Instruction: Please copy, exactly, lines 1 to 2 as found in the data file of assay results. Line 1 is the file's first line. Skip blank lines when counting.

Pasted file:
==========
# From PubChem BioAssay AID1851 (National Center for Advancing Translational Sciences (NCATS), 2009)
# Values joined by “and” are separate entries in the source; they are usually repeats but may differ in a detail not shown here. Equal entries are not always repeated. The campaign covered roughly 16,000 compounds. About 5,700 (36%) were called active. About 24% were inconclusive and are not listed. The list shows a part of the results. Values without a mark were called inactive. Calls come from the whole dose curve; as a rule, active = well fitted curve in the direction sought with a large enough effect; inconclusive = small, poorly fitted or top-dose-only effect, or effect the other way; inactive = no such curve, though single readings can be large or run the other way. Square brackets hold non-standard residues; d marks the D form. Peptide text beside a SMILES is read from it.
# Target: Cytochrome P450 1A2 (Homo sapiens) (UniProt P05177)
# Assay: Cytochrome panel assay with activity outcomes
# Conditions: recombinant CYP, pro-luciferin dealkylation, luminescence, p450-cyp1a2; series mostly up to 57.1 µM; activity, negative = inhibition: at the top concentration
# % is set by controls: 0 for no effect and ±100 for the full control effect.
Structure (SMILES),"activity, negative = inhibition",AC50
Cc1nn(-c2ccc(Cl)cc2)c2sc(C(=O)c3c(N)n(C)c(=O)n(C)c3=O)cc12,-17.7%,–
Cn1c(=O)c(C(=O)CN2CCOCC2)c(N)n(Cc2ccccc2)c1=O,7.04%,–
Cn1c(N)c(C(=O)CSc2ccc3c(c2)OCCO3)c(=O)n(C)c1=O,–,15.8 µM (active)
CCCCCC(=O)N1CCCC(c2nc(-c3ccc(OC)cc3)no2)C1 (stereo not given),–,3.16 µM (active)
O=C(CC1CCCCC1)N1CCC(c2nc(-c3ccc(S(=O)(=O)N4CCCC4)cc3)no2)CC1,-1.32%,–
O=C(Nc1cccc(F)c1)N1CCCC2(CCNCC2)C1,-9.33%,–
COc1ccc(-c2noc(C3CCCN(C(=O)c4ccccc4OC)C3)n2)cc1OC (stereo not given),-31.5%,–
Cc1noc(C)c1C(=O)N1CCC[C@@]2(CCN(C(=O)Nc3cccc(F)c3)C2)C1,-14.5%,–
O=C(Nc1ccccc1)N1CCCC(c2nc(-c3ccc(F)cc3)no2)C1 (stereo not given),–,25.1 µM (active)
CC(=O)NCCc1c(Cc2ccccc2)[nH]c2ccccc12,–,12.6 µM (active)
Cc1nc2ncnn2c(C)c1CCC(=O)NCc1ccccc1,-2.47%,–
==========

# From PubChem BioAssay AID1851 (National Center for Advancing Translational Sciences (NCATS), 2009)
# Values joined by “and” are separate entries in the source; they are usually repeats but may differ in a detail not shown here. Equal entries are not always repeated. The campaign covered roughly 16,000 compounds. About 5,700 (36%) were called active. About 24% were inconclusive and are not listed. The list shows a part of the results. Values without a mark were called inactive. Calls come from the whole dose curve; as a rule, active = well fitted curve in the direction sought with a large enough effect; inconclusive = small, poorly fitted or top-dose-only effect, or effect the other way; inactive = no such curve, though single readings can be large or run the other way. Square brackets hold non-standard residues; d marks the D form. Peptide text beside a SMILES is read from it.